Chef Simon is the new French culinary expert for 196 flavors.
It is a great honor for us to welcome Chef Simon into the family of culinary experts of 196 flavors. Thanks again for your trust, Chef! Could you introduce yourself to our readers who may not know you yet?
My name is Bertrand Simon and I started to study cooking in 1977. At that time, being a cook was not a very rewarding trade and I stumbled upon it by accident. No one around me was in the profession and we did not really go to restaurants. This professional world was completely unknown to me. After two years of training, I entered the professional world as I turned 17. I mainly worked in classical, gastronomic and renowned restaurants for 10 years before joining the Education field.
Today, I am a culinary professor in a trade public high school and the author and founder of the site Chef Simon since June, 13th 2000.
I’m also the author of several cookbooks, including the popular En Cuisine by Chef Simon published in October 2013, and which was a great success. It was published in Taiwan and was recognized at the “Gourmet World Cook Award – France” in the category “Best cookbook attached to a website”.
I will soon achieve 40 years of culinary experience and for the past 17 years, I have been “Le Chef Simon”. Even though I am very famous in the virtual world, I am totally unknown in the real world! I worked hard in the profession. I was fortunate to work with chefs who passed on everything to me. I learned a lot and I still learn every day.
If today, sharing my knowledge is my main activity via public education and through the site Chef Simon, it is really to follow the path of these chefs.
I am a chef without a kitchen, without a brigade, a chef without clients, a chef without a name and without authority, a chef without a star and without a reputation. I’m just a chef who passes on his knowledge, a grey eminence.
Even today, I learn, observe and experiment, which makes me a chef in perpetual learning. The basics that I was taught were very classical and if you have to know them and pass them on, you must also know how to get rid of them to adapt the cuisine with its time and its new technologies.
Tell us about your knowledge and experience when it comes to French cuisine.
I joined Le Touquet hospitality school in 1977 to study the basics of cooking. Once I graduated, I went to work with Jean Claude Dufäye at the restaurant “Chez Maurice”, which at the time was already recognized by the Michelin and Gault and Millau guides.
I climbed the professional ladder with difficulty from the kitchen helper position to the commis chef. This old-fashioned chef conveyed to me the work ethics that I lacked. With rigor and methodology, I continued my learning every day. I have learned to recognize products and work with them.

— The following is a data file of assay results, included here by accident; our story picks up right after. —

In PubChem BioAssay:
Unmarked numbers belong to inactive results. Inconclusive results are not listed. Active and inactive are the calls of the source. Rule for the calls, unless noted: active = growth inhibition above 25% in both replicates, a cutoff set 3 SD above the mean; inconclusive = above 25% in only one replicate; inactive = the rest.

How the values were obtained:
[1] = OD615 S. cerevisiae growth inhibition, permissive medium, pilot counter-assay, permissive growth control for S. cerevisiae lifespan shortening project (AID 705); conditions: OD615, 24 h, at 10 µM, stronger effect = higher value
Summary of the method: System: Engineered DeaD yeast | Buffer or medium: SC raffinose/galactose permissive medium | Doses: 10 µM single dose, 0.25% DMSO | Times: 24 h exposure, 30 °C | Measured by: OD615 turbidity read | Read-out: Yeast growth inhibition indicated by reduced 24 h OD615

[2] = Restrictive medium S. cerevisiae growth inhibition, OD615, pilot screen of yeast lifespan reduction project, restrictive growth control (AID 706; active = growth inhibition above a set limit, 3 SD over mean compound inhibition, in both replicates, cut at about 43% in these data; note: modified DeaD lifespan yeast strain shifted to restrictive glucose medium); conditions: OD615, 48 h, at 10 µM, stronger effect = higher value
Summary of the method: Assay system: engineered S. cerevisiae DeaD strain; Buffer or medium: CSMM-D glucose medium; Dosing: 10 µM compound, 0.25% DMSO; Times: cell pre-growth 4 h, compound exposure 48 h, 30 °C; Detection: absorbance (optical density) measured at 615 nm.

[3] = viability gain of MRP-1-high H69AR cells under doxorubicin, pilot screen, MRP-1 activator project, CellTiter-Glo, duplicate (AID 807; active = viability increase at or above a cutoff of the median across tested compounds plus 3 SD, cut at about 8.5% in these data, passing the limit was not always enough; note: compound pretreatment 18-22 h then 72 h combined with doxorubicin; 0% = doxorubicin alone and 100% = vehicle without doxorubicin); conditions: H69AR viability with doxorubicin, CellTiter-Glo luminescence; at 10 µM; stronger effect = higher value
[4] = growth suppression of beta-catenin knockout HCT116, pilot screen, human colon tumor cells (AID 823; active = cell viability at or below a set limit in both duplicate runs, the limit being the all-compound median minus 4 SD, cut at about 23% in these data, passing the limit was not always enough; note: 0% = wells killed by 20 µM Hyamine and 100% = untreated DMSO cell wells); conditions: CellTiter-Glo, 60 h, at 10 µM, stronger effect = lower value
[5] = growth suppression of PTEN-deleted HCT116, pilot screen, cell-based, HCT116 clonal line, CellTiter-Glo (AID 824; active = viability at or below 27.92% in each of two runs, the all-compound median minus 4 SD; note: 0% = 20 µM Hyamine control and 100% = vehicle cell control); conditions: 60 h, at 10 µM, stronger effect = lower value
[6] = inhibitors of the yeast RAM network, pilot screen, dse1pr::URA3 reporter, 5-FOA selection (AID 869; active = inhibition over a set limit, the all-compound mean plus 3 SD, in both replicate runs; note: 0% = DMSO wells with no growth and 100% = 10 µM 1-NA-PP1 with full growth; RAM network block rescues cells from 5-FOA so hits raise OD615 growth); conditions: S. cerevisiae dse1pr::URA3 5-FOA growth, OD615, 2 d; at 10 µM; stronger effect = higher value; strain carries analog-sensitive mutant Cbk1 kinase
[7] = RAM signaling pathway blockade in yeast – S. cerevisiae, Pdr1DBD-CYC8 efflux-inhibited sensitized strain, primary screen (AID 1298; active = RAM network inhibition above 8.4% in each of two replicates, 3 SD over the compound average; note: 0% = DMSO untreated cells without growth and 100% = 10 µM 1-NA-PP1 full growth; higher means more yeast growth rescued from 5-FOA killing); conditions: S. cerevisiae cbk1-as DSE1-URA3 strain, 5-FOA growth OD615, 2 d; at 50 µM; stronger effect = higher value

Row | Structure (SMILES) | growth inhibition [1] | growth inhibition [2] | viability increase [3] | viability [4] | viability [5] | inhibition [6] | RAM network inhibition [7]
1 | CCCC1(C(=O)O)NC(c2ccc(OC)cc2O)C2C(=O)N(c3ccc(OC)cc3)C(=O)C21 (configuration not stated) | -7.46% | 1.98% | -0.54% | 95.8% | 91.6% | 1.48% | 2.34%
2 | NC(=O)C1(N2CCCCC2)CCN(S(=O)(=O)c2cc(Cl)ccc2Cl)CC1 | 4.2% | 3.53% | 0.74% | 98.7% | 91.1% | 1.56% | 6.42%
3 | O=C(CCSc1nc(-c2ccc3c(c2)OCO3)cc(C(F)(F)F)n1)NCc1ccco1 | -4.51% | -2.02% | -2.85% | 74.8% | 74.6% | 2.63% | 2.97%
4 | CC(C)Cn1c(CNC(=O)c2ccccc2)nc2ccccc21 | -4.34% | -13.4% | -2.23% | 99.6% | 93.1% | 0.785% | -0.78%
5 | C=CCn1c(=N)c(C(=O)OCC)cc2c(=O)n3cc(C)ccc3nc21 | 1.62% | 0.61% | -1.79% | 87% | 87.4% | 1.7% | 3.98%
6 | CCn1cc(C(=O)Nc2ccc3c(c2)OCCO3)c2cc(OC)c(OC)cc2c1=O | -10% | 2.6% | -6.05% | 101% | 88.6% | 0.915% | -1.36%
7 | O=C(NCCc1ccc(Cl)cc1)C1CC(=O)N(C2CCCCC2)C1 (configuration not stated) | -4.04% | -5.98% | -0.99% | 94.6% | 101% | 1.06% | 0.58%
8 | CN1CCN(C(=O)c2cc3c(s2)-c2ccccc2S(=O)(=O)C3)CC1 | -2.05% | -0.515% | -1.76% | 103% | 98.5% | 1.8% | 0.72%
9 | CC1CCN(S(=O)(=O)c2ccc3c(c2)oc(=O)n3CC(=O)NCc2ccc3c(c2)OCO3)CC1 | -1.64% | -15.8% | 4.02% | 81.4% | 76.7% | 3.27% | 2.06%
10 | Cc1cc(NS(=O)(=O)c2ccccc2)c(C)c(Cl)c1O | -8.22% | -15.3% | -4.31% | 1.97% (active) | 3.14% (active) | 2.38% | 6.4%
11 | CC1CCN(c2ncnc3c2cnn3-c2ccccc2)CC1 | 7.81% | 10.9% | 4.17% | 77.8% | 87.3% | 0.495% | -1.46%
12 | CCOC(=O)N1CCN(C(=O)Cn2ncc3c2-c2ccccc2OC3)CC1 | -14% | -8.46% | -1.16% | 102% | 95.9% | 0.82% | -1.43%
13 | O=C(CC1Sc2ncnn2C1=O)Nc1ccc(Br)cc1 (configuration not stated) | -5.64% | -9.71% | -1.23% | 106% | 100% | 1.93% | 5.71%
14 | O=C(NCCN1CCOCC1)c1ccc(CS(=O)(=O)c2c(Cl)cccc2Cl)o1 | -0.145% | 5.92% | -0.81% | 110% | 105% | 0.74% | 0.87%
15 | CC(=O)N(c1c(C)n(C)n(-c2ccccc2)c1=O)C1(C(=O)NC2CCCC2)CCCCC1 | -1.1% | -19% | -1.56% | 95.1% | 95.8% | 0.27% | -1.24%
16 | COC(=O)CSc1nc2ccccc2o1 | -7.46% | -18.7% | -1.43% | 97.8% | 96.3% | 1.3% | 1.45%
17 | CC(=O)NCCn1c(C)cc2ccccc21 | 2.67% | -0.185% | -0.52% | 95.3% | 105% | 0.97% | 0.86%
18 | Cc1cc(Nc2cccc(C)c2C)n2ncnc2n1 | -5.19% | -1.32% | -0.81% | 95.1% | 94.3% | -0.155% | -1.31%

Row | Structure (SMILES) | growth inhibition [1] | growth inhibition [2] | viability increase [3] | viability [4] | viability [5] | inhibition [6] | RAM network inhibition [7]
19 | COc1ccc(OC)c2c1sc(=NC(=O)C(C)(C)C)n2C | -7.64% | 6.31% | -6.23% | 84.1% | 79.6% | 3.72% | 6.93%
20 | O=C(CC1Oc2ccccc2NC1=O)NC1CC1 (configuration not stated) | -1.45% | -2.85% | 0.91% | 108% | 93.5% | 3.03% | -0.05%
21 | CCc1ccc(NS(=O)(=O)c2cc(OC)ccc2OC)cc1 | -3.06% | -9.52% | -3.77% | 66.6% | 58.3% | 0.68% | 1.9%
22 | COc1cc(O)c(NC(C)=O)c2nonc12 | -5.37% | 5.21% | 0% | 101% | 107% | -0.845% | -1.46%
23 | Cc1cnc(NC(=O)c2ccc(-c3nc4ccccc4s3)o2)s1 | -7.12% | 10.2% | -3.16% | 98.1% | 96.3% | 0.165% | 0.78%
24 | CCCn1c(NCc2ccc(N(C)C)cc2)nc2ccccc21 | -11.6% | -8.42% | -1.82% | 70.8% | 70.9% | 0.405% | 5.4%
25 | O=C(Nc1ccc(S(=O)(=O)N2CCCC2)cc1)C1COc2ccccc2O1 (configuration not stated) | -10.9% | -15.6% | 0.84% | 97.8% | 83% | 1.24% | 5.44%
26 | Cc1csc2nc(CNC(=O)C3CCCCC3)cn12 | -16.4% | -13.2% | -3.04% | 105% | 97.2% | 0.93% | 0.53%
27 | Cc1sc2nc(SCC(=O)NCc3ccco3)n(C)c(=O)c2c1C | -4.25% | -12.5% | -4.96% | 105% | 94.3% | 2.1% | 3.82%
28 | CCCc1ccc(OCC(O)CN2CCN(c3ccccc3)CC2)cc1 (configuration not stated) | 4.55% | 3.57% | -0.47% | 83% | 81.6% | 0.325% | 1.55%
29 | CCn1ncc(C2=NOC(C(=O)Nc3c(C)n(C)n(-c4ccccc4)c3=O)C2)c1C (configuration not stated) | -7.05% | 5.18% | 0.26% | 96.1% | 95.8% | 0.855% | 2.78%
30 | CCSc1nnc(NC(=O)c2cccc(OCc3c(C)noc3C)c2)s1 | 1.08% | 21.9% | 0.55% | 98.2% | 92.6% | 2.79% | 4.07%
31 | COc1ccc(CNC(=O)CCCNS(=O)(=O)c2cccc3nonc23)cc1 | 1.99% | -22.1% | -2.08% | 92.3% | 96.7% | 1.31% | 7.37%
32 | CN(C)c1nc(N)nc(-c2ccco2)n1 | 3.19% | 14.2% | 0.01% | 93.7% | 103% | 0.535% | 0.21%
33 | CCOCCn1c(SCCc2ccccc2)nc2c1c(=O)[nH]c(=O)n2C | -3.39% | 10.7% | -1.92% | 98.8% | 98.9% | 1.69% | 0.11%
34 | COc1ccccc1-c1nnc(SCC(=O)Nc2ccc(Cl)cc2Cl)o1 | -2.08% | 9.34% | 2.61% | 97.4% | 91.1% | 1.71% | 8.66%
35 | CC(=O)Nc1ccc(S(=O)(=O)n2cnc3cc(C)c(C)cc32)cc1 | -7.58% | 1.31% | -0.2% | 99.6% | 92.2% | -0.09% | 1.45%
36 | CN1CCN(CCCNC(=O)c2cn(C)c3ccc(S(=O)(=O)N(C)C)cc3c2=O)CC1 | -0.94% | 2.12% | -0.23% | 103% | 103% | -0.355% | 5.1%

I then joined Loïc Martin’s brigade in Lille, at the “Restaurant le Paris” (Michelin-starred), where I learned brigade work and climbed from commis chef to sous chef. I stayed for several years and I consolidated my knowledge.
Working in a large brigade makes it possible to learn from colleagues who have also worked in large operations, it is very enriching, it is a form of unofficial companionship.
Then I took up various positions as a classical restaurant manager and because my family responsibilities were more important than my professional ambitions, and I had a taste for transmission of knowledge, I turned to teaching.
What makes French cuisine unique? What makes it different from other European cuisines?
More than other cuisines, French cuisine is historically multicultural. This openness has allowed it to emerge from its own boundaries by integrating the cuisines, knowledge and techniques of other cultures. French cuisine would not exist without this ethnic mixing or without that curiosity that pushes it beyond its boundaries and this need to find its roots at all costs.
But like its people, French cuisine is paradoxical, it needs to be codified, but everyone wants to bypass the rules! French people want to keep their feet in their native land while growing wings to go elsewhere. It is surely this paradox that makes French cooking so indescribable.
What is your favorite French recipe or the most unusual dish of the country?
It is very difficult to answer this question because the richness and diversity of French cuisine make me change my mind every day. It is my instinct before my reason that gets to decide.
I like when the cooking itself is just perfect especially with the fish, which I prefer “pearly” with the flesh still bright.
I like products that are made with a small number of ingredients or that are based on almost raw ingredients, sometimes just barely cooked. When I taste a filet of cod or turbot, it is a perfected version of the original taste of the fish that I like to find on the plate.